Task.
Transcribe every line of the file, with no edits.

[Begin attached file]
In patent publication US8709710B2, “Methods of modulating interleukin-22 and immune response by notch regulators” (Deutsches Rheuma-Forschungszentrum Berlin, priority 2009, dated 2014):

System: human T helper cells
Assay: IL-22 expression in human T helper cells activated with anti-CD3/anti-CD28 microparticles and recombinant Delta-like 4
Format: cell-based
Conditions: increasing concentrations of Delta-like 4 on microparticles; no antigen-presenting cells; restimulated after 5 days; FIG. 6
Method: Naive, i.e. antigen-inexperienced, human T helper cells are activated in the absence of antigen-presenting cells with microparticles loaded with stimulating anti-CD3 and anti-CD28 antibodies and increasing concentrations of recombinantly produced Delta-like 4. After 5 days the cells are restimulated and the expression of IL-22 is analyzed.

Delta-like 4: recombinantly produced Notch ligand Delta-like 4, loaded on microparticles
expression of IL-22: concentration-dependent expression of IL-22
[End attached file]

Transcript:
In patent publication US8709710B2, “Methods of modulating interleukin-22 and immune response by notch regulators” (Deutsches Rheuma-Forschungszentrum Berlin, priority 2009, dated 2014):

System: human T helper cells
Assay: IL-22 expression in human T helper cells activated with anti-CD3/anti-CD28 microparticles and recombinant Delta-like 4
Format: cell-based
Conditions: increasing concentrations of Delta-like 4 on microparticles; no antigen-presenting cells; restimulated after 5 days; FIG. 6
Method: Naive, i.e. antigen-inexperienced, human T helper cells are activated in the absence of antigen-presenting cells with microparticles loaded with stimulating anti-CD3 and anti-CD28 antibodies and increasing concentrations of recombinantly produced Delta-like 4. After 5 days the cells are restimulated and the expression of IL-22 is analyzed.

Delta-like 4: recombinantly produced Notch ligand Delta-like 4, loaded on microparticles
expression of IL-22: concentration-dependent expression of IL-22